Valve’s signature first-person shooter, Counter-Strike: Global Offensive, reached its peak all-time player count on Steam this week. It is a sequel to Valve’s own Counter-Strike: Source, a remake of the original Counter-Strike game which released in 2000. The remake was the first title to run on Valve’s now-renowned Source engine.
Counter-Strike: Global Offensive is an objective-based first-person shooter which pits two teams against one another, the Terrorists and the Counter-Terrorists. To complete the objective, one team must plant a bomb while the other team defends the two bomb sites and, if needed, defuse the armed bomb. Winning rounds and killing players, which if done removes them from that round permanently, grants money that can be used to purchase more powerful weapons at the start of each round. Dying causes the player to drop their newly-purchased weapons, forcing people to play carefully if they want to keep the most powerful and expensive weapons for the rest of the game.
Eurogamer broke the news of this record-breaking day for Counter-Strike, which strangely comes during a relative lull in Valve’s release schedule. New content has yet to drop for Counter-Strike and things have seemingly been stagnant for a few months. However, the data provided by Steam showed 876,575 players simultaneously playing the game. This beats the record set in 2016 during the MLG Columbus tournament, where 850,485 players eagerly jumped into the shooter. News of this new record by Counter-Strike came shortly after Steam hit 18,537,490 concurrent users on its platform, shattering their previous numbers. 2020 looks to be a standout year for the usually dormant Valve studio, as they are primed to release Half-Life: Alyx, the long-awaited full-VR experience and prequel to Half-Life 2.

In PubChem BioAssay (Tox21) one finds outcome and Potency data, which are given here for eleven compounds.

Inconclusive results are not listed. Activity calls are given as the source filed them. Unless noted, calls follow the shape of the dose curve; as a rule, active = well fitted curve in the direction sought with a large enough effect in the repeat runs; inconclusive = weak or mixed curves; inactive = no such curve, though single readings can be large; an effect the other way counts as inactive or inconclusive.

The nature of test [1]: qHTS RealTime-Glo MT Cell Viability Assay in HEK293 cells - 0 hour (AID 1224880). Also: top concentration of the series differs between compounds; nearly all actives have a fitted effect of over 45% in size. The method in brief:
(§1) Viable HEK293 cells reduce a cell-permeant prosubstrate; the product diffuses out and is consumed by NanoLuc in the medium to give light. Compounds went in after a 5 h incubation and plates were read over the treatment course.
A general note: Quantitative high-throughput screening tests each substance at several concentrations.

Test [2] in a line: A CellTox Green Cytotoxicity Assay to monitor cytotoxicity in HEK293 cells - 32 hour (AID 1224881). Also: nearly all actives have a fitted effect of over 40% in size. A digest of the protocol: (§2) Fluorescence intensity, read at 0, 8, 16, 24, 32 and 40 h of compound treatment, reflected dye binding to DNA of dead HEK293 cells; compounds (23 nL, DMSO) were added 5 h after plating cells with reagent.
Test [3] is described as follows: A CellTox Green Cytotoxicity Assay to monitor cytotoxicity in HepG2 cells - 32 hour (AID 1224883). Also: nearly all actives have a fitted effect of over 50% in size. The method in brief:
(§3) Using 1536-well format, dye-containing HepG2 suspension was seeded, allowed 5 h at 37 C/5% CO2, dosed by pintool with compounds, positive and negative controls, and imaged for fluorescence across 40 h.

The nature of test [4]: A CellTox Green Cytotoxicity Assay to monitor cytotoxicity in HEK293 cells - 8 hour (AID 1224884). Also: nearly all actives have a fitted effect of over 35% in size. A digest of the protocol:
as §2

Valve is not only known for its longevity but also its consistency. Barring the disappointing release and encroaching death of their digital collectible card game Artifact, Valve’s track record has been almost spotless. Not only has Counter-Strike: Global Offensive been alive for over eight years, their signature MOBA, DOTA 2, has also maintained hundreds of thousands of concurrent players since 2013. Although recent player counts have been dropping, it peaked at 1,291,328 players in March 2016, an undoubtedly impressive figure for a title known for its complex systems and steep learning curve.
Valve hasn’t been as consistent with its updates as some of its competitors, with games such as Call of Duty releasing new content every few months and Rainbow Six: Siege following a seasonal release pattern as well. However, this hasn’t stopped Valve from maintaining an incredibly strong player base, and they still periodically release larger updates between lengthier intervals. The exceptional moment-to-moment gameplay of titles like Counter-Strike: Global Offensive, as well as all of those fans patiently awaiting the next content drop, could explain Valve’s impressive stamina in the games industry.